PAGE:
Students, faculty, staff and alumni lined paths outside the Chapel of St. Joseph-Michael J. Smith, S.J., Memorial to express gratitude to James ’58 and Frances Maguire for their historic $50 million gift and abiding support of the University.
Mr. Maguire had addressed an overflowing crowd in the chapel before the Mass of the Holy Spirit, a tradition marking
the start of the fall semester since Saint Joseph’s founding.
Students, faculty, staff and alumni lined paths outside the Chapel of St. Joseph-Michael J. Smith, S.J., Memorial to express gratitude to James ’58 and Frances Maguire for their historic $50 million gift and abiding support of the University. Mr. Maguire had addressed an overflowing crowd in the chapel before the Mass of the Holy Spirit, a tradition marking the start of the fall semester since Saint Joseph’s founding.

Now a married man — he had wed Philadelphian Frances McLaughlin a few months earlier — Maguire graduated from Saint Joseph’s with a “solid business education,” he says, earning a 3.0 GPA, and began working for Metropolitan Life Insurance. From there, no one could stop him. Poised for success, he pioneered niche markets in the industry that helped marginalized populations, like the deaf and hard-of-hearing, opened his own insurance agency and diversified to property and casualty. He went on to found Philadelphia Insurance Companies (PHLY) in 1980, eventually taking the company public. In 2008, global insurance giant Tokio Marine Group acquired PHLY for $4.7 billion, then the largest transaction for a financial company in Japanese history.

While the track record of this former “lousy student” surely qualifies as one of the University’s most spectacular outcome stories, Maguire insists it’s Saint Joseph’s that is spectacular.

“This is a very special university,” says Maguire. “It changed my life, and I think that lives are being changed every day at St. Joe’s. I know it’s true, in fact, because I talk to our students. There’s not one who hasn’t told me that they don’t love the University, and that it’s the greatest thing that ever happened to them.”

 

This is a very special university. It changed my life, and I think that lives are being changed every day at St. Joe’s.”
                                                                               — James J. Maguire ’58

 

What’s special about Saint Joseph’s, says Maguire, is the importance it places on each student.

In September, Maguire spoke at the Mass of the Holy Spirit, a tradition at Saint Joseph’s since its founding that begins each academic year. With Frances in attendance and surrounded by their family (which numbers nine children, four of whom attended SJU, and 23 grandchildren, three of whom attended), he shared his thoughts about his alma mater in the Chapel of St. Joseph- Michael J. Smith, S.J., Memorial, with an assembled standing-room-only crowd of SJU students, faculty, staff and alumni, including Sr. Scullion.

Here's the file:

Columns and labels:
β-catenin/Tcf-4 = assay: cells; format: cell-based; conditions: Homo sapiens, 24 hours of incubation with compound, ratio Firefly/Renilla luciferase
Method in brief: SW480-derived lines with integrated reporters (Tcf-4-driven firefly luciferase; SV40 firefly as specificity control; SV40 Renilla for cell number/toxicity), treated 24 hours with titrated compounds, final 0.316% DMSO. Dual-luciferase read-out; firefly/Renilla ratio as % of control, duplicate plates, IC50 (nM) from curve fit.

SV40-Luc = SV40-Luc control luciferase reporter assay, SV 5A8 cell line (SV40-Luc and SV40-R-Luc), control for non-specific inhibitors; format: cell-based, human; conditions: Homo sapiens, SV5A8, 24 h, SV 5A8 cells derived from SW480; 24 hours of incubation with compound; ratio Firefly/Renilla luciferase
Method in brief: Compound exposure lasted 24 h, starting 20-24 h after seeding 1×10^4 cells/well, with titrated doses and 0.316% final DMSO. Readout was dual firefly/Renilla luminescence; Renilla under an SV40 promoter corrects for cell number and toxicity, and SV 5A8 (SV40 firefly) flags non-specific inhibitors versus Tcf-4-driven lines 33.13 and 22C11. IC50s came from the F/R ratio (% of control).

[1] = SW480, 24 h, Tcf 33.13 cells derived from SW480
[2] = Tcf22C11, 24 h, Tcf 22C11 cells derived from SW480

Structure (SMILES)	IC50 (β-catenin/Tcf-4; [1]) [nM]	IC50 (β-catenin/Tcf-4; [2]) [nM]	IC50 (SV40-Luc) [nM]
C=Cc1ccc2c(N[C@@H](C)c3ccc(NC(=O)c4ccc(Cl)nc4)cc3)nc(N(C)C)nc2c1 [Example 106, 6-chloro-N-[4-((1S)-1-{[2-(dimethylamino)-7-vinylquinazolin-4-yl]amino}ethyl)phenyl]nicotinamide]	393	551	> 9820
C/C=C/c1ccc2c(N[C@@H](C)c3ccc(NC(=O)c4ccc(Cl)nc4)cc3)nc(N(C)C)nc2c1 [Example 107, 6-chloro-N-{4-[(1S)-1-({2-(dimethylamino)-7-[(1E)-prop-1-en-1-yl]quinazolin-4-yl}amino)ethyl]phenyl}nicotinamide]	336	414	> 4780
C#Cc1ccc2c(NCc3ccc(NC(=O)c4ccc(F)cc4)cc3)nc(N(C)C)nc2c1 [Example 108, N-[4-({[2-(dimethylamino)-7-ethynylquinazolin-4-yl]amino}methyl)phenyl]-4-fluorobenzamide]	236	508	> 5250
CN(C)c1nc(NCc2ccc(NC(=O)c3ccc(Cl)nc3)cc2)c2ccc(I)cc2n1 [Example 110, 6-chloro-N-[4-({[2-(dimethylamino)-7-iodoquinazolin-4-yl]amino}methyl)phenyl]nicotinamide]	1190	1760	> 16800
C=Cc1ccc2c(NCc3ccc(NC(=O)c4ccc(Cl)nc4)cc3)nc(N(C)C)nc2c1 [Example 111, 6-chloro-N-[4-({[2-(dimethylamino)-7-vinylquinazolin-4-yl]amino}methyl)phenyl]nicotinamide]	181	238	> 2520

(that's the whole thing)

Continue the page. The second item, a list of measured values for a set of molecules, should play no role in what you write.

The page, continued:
“I believe in the culture of St. Joe’s that values each student, because it helped me to define myself, just as it is helping each student today to define themselves,” he says. “It sets us apart from other universities, and it’s why we must continue to make this University great.”

Maguire says his experience with Fr. Guthrie — who gave of his time and expertise, finding value in the faltering student by caring for his “whole person” in the Jesuit tradition of cura personalis — inspired in him a desire to give that gift to others.

“It’s spectacular to me that our University has this culture,” he says, “and I want it to continue. I want each student to have the same experience that I had, because it made such an impact in my life.”

It’s clear to Dr. Reed that as a Saint Joseph’s student, Maguire had an experience of Ignatian pedagogy that was “authentic: practical and transformative,” he says.

“Jim and Frannie have taught me so much in the short time I have known them — about Saint Joseph’s, about loyalty and the power of gratitude, and about leadership,” he adds. “Saint Joseph’s has been blessed by the Maguires’ generosity, which is helping us to ensure that in the years to come, our students will have the same opportunity to transform their lives, and the lives of others, that Jim had.

“Jim has said that his touchstone from Saint Joseph’s — that he carries with him every day — is to remember to give back, because ultimately, the lesson that he learned from the Jesuits, is that we are here ‘for others.’ This term is used frequently in Jesuit education. But Jim has experienced its true power. To him, it’s far from prosaic. It’s his legacy.”

 

Allen is director of university communications at SJU.

Maguire talks with students on campus.
Maguire talks with students on campus.

Historic
$50 Million Gift

The Maguires’ historic gift to Saint Joseph’s will significantly increase the University’s endowment, providing student scholarships and financial assistance, expanding signature and mission-centered programs, and allowing for the pursuit of additional strategic opportunities.


Maguire Academy of Insurance and Risk Management

The newly named academy supports faculty and students in the University’s nationally ranked insurance and risk management program. It provides critical support for faculty, scholarships for students and professional development opportunities for both.


Maguire Scholars Program

Maguire Scholarships provide financial assistance for students who demonstrate excellent academic performance, community service involvement and leadership skills.


Maguire Educational Leadership Fellows Program

Teachers, principals and administrators in Philadelphia Catholic secondary schools who become fellows earn SJU master’s degrees in educational leadership and state principal certifications.


Maguire Independence Mission Schools (IMS) Fellows Program

Through the IMS program, educators of children of all faiths in low-income Philadelphia neighborhoods enrich their teaching quality and attain master’s degrees in education with certification as reading specialists or as teachers of English as a second language.


Alliance for Catholic Education at Saint Joseph’s University
(ACESJU)

Recent college graduates teach and work in under-resourced Catholic schools in the Archdiocese of Philadelphia and Diocese of Camden while pursuing master’s degrees.


— Katie Smith ’15